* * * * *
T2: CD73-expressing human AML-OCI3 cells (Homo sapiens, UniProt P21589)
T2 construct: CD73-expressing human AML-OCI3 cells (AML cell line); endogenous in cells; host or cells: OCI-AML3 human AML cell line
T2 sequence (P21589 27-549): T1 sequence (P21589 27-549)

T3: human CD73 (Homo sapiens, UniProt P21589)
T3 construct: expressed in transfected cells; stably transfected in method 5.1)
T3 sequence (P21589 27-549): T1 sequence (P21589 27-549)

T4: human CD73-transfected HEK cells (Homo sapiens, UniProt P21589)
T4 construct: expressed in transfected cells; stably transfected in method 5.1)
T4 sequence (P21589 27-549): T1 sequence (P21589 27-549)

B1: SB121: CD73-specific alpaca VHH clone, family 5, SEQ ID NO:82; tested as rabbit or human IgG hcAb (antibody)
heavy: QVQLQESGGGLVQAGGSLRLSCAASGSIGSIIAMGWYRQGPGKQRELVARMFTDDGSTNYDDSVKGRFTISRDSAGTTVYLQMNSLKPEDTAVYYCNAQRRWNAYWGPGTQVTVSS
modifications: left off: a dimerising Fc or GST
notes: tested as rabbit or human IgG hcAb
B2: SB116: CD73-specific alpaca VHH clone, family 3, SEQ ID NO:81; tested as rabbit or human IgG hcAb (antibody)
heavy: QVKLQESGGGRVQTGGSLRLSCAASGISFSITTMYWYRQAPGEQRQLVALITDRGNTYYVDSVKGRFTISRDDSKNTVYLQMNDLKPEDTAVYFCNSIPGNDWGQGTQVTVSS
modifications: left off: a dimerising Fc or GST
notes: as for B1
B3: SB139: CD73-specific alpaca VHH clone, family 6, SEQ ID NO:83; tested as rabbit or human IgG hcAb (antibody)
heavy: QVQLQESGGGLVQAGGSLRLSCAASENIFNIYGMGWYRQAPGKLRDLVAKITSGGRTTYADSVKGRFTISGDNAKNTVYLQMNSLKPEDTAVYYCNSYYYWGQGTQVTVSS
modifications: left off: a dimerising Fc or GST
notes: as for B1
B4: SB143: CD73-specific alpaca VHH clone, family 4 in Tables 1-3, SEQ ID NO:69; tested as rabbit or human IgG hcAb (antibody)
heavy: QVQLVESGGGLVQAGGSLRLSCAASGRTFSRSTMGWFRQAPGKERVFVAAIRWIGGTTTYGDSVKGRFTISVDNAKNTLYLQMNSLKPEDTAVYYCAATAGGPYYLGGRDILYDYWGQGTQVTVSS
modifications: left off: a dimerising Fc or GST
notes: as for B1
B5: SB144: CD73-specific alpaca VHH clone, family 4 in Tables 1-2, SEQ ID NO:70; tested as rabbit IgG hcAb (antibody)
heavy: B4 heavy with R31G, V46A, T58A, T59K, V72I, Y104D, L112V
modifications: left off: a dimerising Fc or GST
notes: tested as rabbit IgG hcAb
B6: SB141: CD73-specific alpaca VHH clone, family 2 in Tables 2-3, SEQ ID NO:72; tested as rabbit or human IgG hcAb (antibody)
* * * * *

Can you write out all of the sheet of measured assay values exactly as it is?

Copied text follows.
T2: CD73-expressing human AML-OCI3 cells (Homo sapiens, UniProt P21589)
T2 construct: CD73-expressing human AML-OCI3 cells (AML cell line); endogenous in cells; host or cells: OCI-AML3 human AML cell line
T2 sequence (P21589 27-549): T1 sequence (P21589 27-549)

T3: human CD73 (Homo sapiens, UniProt P21589)
T3 construct: expressed in transfected cells; stably transfected in method 5.1)
T3 sequence (P21589 27-549): T1 sequence (P21589 27-549)

T4: human CD73-transfected HEK cells (Homo sapiens, UniProt P21589)
T4 construct: expressed in transfected cells; stably transfected in method 5.1)
T4 sequence (P21589 27-549): T1 sequence (P21589 27-549)

B1: SB121: CD73-specific alpaca VHH clone, family 5, SEQ ID NO:82; tested as rabbit or human IgG hcAb (antibody)
heavy: QVQLQESGGGLVQAGGSLRLSCAASGSIGSIIAMGWYRQGPGKQRELVARMFTDDGSTNYDDSVKGRFTISRDSAGTTVYLQMNSLKPEDTAVYYCNAQRRWNAYWGPGTQVTVSS
modifications: left off: a dimerising Fc or GST
notes: tested as rabbit or human IgG hcAb
B2: SB116: CD73-specific alpaca VHH clone, family 3, SEQ ID NO:81; tested as rabbit or human IgG hcAb (antibody)
heavy: QVKLQESGGGRVQTGGSLRLSCAASGISFSITTMYWYRQAPGEQRQLVALITDRGNTYYVDSVKGRFTISRDDSKNTVYLQMNDLKPEDTAVYFCNSIPGNDWGQGTQVTVSS
modifications: left off: a dimerising Fc or GST
notes: as for B1
B3: SB139: CD73-specific alpaca VHH clone, family 6, SEQ ID NO:83; tested as rabbit or human IgG hcAb (antibody)
heavy: QVQLQESGGGLVQAGGSLRLSCAASENIFNIYGMGWYRQAPGKLRDLVAKITSGGRTTYADSVKGRFTISGDNAKNTVYLQMNSLKPEDTAVYYCNSYYYWGQGTQVTVSS
modifications: left off: a dimerising Fc or GST
notes: as for B1
B4: SB143: CD73-specific alpaca VHH clone, family 4 in Tables 1-3, SEQ ID NO:69; tested as rabbit or human IgG hcAb (antibody)
heavy: QVQLVESGGGLVQAGGSLRLSCAASGRTFSRSTMGWFRQAPGKERVFVAAIRWIGGTTTYGDSVKGRFTISVDNAKNTLYLQMNSLKPEDTAVYYCAATAGGPYYLGGRDILYDYWGQGTQVTVSS
modifications: left off: a dimerising Fc or GST
notes: as for B1
B5: SB144: CD73-specific alpaca VHH clone, family 4 in Tables 1-2, SEQ ID NO:70; tested as rabbit IgG hcAb (antibody)
heavy: B4 heavy with R31G, V46A, T58A, T59K, V72I, Y104D, L112V
modifications: left off: a dimerising Fc or GST
notes: tested as rabbit IgG hcAb
B6: SB141: CD73-specific alpaca VHH clone, family 2 in Tables 2-3, SEQ ID NO:72; tested as rabbit or human IgG hcAb (antibody)